In a preferred embodiment, the present invention provides a sensor system, having: a cantilever having a first end and a second end, the first end being held at a first fixed location and the second end being free to move; and a reflective membrane having a first end and a second end, the first end being held at a second fixed location and the second end being attached to the cantilever.
In optional preferred embodiments, the cantilever is attached directly to a wall and the reflective membrane is attached to a substrate that is in turn attached to the wall.
DESCRIPTION OF DRAWINGS
The details of one or more implementations are set forth in the accompanying drawings and the description below. Other features and advantages will be apparent from the description and drawings, and from the claims.
FIG. 1 shows a prior art method of optical detection of cantilever deflection.
FIG. 2A is a side elevation view of an embodiment of the present invention, prior to cantilever deflection (and membrane rotation).
FIG. 2B is a side elevation view corresponding to FIG. 2A, after cantilever deflection (and membrane rotation).
FIG. 2C is a top plan view corresponding to FIG. 2A.
FIG. 3 shows a top plan view of another embodiment of the invention including a double cantilever, a pair of membranes, and a reflective panel across the pair of membranes.
FIG. 4A is a side elevation view off a prior art cantilever (i.e: without the present reflective membrane attached thereto), showing cantilever deflection.
FIG. 4B is a side elevation view showing the present cantilever (i.e.: with the reflective membrane attached to the end of the cantilever), showing cantilever deflection and membrane rotation.
FIG. 4C shows a free-body diagram for a structure including a cantilever and membrane corresponding to FIG. 4B.
FIG. 5 is a graph of mechanical amplification as a function of membrane length for five different cantilever and reflective membrane embodiments of the invention.
- DETAILED DESCRIPTION
Like reference symbols in the various drawings indicate like elements.
The present invention provides a system for amplifying micro- or nano-cantilever deflection for optical detection. It is to be understood, however, that the present invention may also be used to amplify deflections of various membrane sensors.
A preferred embodiment of the present invention is illustrated in FIGS. 2A and 2B in which a single reflective membrane is attached to a single cantilever. This embodiment includes a single cantilever and a single membrane. As will be shown, however, the present invention may also include systems with two or more reflective membranes attached to a one or more cantilevers.
As illustrated in FIG. 2A, the present invention provides a sensor system 5, including a cantilever 10 having a first end 11 and a second end 13. The first end 13 is held at a first fixed location and the second end 13 is free to move (i.e.: deflect up/down). A reflective membrane 20 having a first end 21 and a second end 23 is provided. The first end 21 is held at a second fixed location and the second end 23 is attached to cantilever 10 at its end free 13. The entire surface of membrane 20 may be reflective, or alternately, only a reflective panel (or paddle) portion 25 need be reflective.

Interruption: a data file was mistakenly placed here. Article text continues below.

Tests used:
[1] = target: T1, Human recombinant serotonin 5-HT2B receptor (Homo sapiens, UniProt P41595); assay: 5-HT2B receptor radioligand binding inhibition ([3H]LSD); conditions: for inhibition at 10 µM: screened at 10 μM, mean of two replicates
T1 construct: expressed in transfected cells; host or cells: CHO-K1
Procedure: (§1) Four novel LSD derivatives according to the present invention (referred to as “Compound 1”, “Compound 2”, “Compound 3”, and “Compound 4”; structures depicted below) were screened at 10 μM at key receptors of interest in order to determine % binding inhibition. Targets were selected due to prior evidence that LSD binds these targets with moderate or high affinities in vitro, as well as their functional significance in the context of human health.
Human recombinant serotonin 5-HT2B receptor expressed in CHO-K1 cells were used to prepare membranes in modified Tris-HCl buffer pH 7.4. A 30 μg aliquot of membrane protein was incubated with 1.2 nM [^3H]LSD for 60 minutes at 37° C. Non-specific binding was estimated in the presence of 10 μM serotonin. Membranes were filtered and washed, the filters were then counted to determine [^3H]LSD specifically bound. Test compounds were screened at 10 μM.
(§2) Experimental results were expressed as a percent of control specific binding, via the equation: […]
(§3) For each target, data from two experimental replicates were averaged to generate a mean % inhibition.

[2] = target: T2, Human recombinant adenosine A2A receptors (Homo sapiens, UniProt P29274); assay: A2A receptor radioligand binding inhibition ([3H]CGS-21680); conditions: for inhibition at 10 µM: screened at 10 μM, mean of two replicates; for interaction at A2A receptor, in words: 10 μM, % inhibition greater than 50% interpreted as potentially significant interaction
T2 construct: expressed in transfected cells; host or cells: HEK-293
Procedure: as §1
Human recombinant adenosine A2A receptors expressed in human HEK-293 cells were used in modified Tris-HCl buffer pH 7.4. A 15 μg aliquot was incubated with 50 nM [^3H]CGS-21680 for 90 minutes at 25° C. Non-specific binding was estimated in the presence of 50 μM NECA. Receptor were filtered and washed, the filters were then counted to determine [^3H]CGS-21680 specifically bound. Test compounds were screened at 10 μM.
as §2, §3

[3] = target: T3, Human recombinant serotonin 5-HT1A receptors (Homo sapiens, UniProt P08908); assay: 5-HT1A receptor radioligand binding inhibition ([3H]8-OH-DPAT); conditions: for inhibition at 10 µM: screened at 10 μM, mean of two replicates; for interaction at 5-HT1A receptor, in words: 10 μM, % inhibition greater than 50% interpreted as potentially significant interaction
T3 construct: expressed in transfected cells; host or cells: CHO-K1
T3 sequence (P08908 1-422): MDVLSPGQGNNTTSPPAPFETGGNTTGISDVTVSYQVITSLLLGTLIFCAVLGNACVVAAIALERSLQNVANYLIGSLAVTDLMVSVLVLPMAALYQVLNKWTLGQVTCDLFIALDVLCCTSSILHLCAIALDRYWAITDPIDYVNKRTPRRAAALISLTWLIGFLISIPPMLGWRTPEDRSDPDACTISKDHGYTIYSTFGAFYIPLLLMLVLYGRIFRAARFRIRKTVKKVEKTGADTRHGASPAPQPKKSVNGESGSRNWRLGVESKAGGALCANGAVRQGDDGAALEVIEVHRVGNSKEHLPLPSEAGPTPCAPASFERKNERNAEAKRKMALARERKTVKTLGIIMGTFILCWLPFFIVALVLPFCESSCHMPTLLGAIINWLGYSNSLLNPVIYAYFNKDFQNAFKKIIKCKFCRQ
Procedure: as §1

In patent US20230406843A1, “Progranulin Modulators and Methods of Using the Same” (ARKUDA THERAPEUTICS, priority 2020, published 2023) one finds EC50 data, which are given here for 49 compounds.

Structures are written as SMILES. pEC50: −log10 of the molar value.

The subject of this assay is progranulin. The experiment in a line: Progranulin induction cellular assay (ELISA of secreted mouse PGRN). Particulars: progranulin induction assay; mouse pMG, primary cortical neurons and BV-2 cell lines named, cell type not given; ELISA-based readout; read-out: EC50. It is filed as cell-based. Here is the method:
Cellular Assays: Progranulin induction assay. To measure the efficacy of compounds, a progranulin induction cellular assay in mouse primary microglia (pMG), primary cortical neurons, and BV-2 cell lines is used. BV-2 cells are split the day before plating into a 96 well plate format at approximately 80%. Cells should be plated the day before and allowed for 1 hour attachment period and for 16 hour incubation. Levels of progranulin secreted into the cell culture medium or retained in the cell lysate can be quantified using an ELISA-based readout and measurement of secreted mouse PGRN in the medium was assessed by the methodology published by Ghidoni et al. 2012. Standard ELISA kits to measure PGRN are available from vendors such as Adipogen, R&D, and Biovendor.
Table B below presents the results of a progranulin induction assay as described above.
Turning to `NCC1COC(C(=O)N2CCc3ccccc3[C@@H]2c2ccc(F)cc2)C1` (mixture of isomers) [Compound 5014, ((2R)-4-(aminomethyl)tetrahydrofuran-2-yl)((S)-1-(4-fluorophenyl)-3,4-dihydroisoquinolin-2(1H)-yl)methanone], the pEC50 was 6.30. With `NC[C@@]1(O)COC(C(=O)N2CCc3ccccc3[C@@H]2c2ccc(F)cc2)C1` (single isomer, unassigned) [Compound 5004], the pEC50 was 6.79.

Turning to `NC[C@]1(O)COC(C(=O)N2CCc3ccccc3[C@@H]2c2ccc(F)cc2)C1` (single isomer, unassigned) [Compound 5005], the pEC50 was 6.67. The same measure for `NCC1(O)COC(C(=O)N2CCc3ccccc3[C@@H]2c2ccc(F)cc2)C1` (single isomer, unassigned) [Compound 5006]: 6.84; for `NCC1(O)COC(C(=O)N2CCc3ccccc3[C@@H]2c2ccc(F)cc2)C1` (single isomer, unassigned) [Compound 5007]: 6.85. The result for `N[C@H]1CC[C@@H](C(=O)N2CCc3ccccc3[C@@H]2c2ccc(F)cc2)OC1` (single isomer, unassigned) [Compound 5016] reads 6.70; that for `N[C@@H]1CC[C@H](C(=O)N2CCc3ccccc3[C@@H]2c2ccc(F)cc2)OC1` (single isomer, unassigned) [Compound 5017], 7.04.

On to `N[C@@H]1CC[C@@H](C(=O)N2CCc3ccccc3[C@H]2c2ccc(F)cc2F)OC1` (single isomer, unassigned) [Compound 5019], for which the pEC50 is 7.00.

As illustrated, first end 21 of reflective membrane 20 is attached to a stationary substrate 8. As is seen in FIGS. 2A and 2B, cantilever 10 and substrate 8 may both be attached to a wall 6. In preferred embodiments, substrate 8 and cantilever 10 may be generally parallel to one another prior to deflection of cantilever 10, as shown.
In operation, a beam of laser light from laser 12 is reflected from reflecting membrane 20 towards detector array 14. Prior to cantilever deflection, as shown in FIG. 2A, the reflected light is directed along path “A”. However, after cantilever deflection, as shown in FIG. 2B, the reflected light is instead directed along path “B”.
As can be seen in FIG. 2B, when cantilever 10 deflects, (e.g.: when free end 13 of cantilever 10 moves downwardly), the reflective surface of membrane 20 rotates such that the beam of laser light is directed along path “B” towards detector array 14.
Therefore, deflection of cantilever 10 causes rotation of the reflective membrane 20. Advantageously, the angle to which reflective membrane 20 rotates is greater than the angle to which the portion of cantilever 10 to which second end 23 of reflective membrane 20 is attached rotates. As can be seen in both FIGS. 2A and 2B, cantilever 10 is longer than reflective membrane 20.
Thus, the angle of rotation of reflective membrane 20 is greater than the angle of rotation of second end 13 of the cantilever when cantilever 10 deflects. This is particularly advantageous in optical detection since the difference in the angle between light paths “A” and “B” in FIGS. 2A and 2B is greater than the difference in the angle between light paths d1A and d1B in FIG. 1.